193. Paragraph 5 allows the Board to provide tax credits, child benefit and guardian's allowance information to the Secretary of State or the Department of Employment and Learning in Northern Ireland for certain functions related to employment and training which will be set out in regulations.
194. Current social security legislation imposes a criminal sanction on any member of staff in DWP or its Northern Ireland equivalent if any information held by it is disclosed to any unauthorised third party. This restriction on disclosure of information is very similar to the restrictions placed on the Board and its officers so, as in the Tax Credit Act 1999, no further restriction on onward disclosure of information is necessary.
195. Paragraph 6 allows information held by the Secretary of State or the appropriate Northern Ireland Departments in connection with social security, child support, war pensions, employment and training to be provided to the Board. The Board may require information held in connection with child support or social security to be provided.
196. Paragraphs 7 and 8 allow the Board to provide tax credits, child benefit and guardian's allowance information to authorities administering housing benefit and council tax benefit. The authorities may not pass on information they have received except to someone who could have received it direct from the Board anyway or in connection with certain civil and criminal proceedings. The Board may require authorities administering housing benefit or council tax benefit to supply to them information relevant to those benefits' administration, for tax credits, child benefit and guardian's allowance purposes.
197. Paragraph 9 allows the Board to provide tax credits, child benefit and guardian's allowance information to the Department of Health, and the respective departments in the devolved administrations, for certain purposes related to health, which will be set out in regulations. Sub-paragraph (3) provides that information supplied under this paragraph may not be passed on to anyone else, except to someone who could have received it direct from the Board or for use in civil or criminal proceedings, and then only with the consent of the Board.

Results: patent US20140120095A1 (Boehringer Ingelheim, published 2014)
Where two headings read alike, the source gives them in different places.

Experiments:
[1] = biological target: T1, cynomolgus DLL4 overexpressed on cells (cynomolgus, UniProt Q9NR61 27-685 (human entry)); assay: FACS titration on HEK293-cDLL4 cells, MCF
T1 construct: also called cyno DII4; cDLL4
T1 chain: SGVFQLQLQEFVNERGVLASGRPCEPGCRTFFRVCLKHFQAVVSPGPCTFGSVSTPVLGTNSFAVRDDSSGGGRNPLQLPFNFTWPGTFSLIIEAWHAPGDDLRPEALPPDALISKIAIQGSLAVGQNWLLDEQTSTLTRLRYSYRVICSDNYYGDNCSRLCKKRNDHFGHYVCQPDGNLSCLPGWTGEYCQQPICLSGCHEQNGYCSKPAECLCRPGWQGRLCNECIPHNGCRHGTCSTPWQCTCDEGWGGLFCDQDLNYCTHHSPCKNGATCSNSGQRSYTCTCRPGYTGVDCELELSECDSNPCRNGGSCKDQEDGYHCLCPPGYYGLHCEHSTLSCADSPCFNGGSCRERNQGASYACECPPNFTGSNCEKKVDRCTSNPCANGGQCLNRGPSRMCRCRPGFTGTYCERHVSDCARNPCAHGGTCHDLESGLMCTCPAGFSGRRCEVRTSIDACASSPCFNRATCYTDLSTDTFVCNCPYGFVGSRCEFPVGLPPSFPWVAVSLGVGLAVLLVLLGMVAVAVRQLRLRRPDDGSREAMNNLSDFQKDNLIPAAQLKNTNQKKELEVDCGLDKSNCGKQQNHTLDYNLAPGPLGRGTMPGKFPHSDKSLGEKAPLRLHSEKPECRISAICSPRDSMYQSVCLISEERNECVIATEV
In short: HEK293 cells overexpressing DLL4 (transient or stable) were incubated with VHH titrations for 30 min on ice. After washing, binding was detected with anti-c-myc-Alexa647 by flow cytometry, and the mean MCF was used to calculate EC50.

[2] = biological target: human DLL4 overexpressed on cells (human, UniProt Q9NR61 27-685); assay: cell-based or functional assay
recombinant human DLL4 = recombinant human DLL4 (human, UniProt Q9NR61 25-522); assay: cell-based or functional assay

198. Sub-paragraph (4) makes it a criminal offence to disclose information which has been supplied under this paragraph, unless sub-paragraph (3) applies, the disclosure was required by a court order, the person to whom the information relates gave consent or the information had been anonymised.
199. Paragraph 10 allows the Board to provide child benefit and guardian's allowance information to civil servants and others to enable them to provide services covered by section 114(1) of the Learning and Skills Act 2000. Those services relate to encouraging, enabling or supporting participation in education or training. Sub-paragraph (3) provides that information supplied under this paragraph may not be passed on to anyone else, except to someone who could have received it direct from the Board or for use in civil or criminal proceedings, and then only with the consent of the Board.
200. Sub-paragraph (4) makes it a criminal offence to disclose information which has been supplied under this paragraph, unless sub-paragraph (3) applies, the disclosure was required by a court order, the person to whom the information relates gave consent or the information had been anonymised.
201. Paragraph 11 extends the offence under section 182 of the Finance Act 1989 (of disclosing information held by the Board or provided to the tax Commissioners other than for authorised purposes) to cover information obtained in carrying out the Board's functions in relation to tax credits, child benefit and guardian's allowance.
202. Paragraphs 12 and 13 provide for consequential amendments to the Social Security Administration Acts and the Finance Act 1997 to reflect the repeal of exchange of information powers under the Tax Credits Act 1999 and the creation of replacement powers in this Bill.
|© Parliamentary copyright 2001||Prepared: 29 November 2001|